Together or apart

Together or apart

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Siblings within the care system can be complex. I have talked earlier about trauma bonds and the difficulties that can come from being part of a sibling group who have experienced trauma. However, there are also great benefits of keeping siblings together, if it’s appropriate.

I have just finished reading an autobiography by a lady called Regina Calcaterra who was raised in Long Island in America with her four siblings. I say raised, but it’s clear from the beginning of this book that the children raised themselves and each other. Their mother, who they call Cookie throughout the book, inflicted terrible abuse and neglect of these children and as a result they had to rely on each other to survive.

It is harrowing reading, as many of peoples’ stories are. The children were let down by the system and individuals time and time again, not believed and sent back to a very abusive woman who herself struggled with addiction and lack of support.

What has struck me though the most about this story is the bond between the children. Regina was the middle of the five and in-between older sisters who were trying to raise the younger, get out themselves and find a way to thrive, and her younger brother and sister who she felt very responsible for. This responsibility plagued her adult life too and without spoiling the story, if you want to read it, the children eventually come back together as a strong unit and can appreciate each other’s struggles in those early years.

It reminded me of my own children’s struggles. Our eldest has definitely felt that need to look after her brothers when they were younger and that has created an unhealthy bond sometimes. But the strength in that bond is also something I find amazing.

Trauma bond is usually used when talking about adults. The term ‘trauma bond’ is also known as Stockholm Syndrome. It describes a deep bond which forms between a victim and their abuser. Victims of abuse often develop a strong sense of loyalty towards their abuser, despite the fact that the bond is damaging to them.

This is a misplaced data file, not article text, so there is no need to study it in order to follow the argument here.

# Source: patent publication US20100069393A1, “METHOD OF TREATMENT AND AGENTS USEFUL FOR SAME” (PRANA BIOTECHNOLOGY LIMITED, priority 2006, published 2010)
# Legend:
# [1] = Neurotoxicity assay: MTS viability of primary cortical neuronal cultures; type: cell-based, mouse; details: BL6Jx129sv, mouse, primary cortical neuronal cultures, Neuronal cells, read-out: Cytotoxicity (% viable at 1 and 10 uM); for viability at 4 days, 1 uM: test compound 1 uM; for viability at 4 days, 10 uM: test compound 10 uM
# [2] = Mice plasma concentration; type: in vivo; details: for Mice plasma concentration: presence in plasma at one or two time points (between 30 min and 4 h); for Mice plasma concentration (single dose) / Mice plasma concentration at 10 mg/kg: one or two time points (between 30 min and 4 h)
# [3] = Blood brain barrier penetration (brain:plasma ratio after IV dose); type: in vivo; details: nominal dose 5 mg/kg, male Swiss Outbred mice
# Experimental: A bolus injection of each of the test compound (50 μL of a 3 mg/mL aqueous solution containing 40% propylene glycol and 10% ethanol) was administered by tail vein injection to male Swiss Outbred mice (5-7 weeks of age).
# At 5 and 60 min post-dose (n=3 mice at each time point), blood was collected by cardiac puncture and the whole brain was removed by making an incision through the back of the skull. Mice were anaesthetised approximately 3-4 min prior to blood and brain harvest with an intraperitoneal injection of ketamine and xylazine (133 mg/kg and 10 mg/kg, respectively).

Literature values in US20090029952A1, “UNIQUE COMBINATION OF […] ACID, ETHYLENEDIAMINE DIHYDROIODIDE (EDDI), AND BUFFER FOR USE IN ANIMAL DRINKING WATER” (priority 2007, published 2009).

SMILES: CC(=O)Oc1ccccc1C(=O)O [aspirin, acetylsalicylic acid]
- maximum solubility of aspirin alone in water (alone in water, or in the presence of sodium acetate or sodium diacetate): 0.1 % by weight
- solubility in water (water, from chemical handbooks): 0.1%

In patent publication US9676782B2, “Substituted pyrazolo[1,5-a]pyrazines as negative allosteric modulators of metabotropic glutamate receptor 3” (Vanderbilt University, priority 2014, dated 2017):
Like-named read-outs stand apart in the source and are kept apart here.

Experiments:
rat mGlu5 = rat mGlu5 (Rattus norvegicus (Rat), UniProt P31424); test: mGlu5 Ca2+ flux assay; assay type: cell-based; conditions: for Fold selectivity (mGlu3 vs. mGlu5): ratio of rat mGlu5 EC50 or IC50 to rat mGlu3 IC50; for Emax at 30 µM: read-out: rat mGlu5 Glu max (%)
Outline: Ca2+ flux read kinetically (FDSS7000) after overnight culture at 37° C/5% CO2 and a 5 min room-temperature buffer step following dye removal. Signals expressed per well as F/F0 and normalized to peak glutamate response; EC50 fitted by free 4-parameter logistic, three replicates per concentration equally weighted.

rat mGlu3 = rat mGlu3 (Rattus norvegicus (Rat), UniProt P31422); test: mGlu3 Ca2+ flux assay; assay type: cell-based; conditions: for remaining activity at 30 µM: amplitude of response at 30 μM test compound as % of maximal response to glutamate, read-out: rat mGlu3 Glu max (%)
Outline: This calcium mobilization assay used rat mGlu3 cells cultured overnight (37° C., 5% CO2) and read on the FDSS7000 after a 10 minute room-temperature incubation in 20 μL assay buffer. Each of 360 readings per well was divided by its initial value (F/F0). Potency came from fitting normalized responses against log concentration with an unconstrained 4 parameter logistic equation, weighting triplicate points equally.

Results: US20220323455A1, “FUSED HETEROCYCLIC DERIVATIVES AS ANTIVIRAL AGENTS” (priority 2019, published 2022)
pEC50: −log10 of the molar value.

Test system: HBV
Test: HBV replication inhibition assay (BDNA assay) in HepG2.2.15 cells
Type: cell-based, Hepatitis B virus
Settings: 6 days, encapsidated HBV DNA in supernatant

Siblings who share a trauma history can sometimes form a trauma bond. A sibling trauma bond is an emotionally complex interpersonal relationship and can be very challenging to break. It can also be something that creates strength for a child and helps them to survive when without it they wouldn’t. When siblings experience parental abuse, they sometimes form strong connections that allow them to better cope with their circumstances while feeling understood and supported by each other.

“Trauma can have devastating effects on a child’s physiology, emotions, ability to think, learn, and concentrate, impulse control, self-image, and relationships with others; including their relationships with their siblings” (MacNamara, 2016).

You can certainly see both the positive and negative aspects of trauma for siblings in this book Etched in Sand by Regina Calcaterra. If you are considering adopting siblings, have siblings already placed who have experienced trauma together or are just interested in this subject I highly recommend a read of this book.

Other autobiographies I’ve found useful over the years have been The Kid by Kevin Lewis and Educated by Tara Westover.

Happy reading, well poignant reading maybe, but definitely will change your view of what vulnerable young people may experience and just how important all relationships are in the healing process.


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